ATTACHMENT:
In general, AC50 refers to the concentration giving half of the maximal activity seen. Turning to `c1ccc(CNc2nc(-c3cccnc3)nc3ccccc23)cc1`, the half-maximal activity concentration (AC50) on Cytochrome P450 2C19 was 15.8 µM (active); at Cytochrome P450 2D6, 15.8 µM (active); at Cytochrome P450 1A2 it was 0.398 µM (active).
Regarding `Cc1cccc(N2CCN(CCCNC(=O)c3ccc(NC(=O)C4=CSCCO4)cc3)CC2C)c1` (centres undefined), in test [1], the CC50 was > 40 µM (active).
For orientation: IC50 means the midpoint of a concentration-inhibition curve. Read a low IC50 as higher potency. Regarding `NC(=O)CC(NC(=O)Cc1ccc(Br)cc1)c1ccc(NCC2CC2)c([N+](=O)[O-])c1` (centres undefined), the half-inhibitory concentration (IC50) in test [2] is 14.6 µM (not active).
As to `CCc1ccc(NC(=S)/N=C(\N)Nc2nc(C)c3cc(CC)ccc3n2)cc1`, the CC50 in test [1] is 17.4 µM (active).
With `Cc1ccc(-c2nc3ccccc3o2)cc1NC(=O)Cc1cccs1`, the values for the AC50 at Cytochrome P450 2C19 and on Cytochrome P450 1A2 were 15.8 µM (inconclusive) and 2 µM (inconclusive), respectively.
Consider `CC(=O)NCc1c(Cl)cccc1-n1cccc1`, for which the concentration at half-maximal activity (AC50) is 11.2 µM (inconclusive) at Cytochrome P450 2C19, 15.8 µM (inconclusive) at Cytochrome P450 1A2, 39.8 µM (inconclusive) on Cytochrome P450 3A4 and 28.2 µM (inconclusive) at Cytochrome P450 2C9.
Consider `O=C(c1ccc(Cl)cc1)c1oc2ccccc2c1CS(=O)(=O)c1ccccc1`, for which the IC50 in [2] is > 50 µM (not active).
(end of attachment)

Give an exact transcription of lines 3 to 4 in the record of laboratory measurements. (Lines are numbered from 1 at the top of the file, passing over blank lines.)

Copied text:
For orientation: IC50 means the midpoint of a concentration-inhibition curve. Read a low IC50 as higher potency. Regarding `NC(=O)CC(NC(=O)Cc1ccc(Br)cc1)c1ccc(NCC2CC2)c([N+](=O)[O-])c1` (centres undefined), the half-inhibitory concentration (IC50) in test [2] is 14.6 µM (not active).
As to `CCc1ccc(NC(=S)/N=C(\N)Nc2nc(C)c3cc(CC)ccc3n2)cc1`, the CC50 in test [1] is 17.4 µM (active).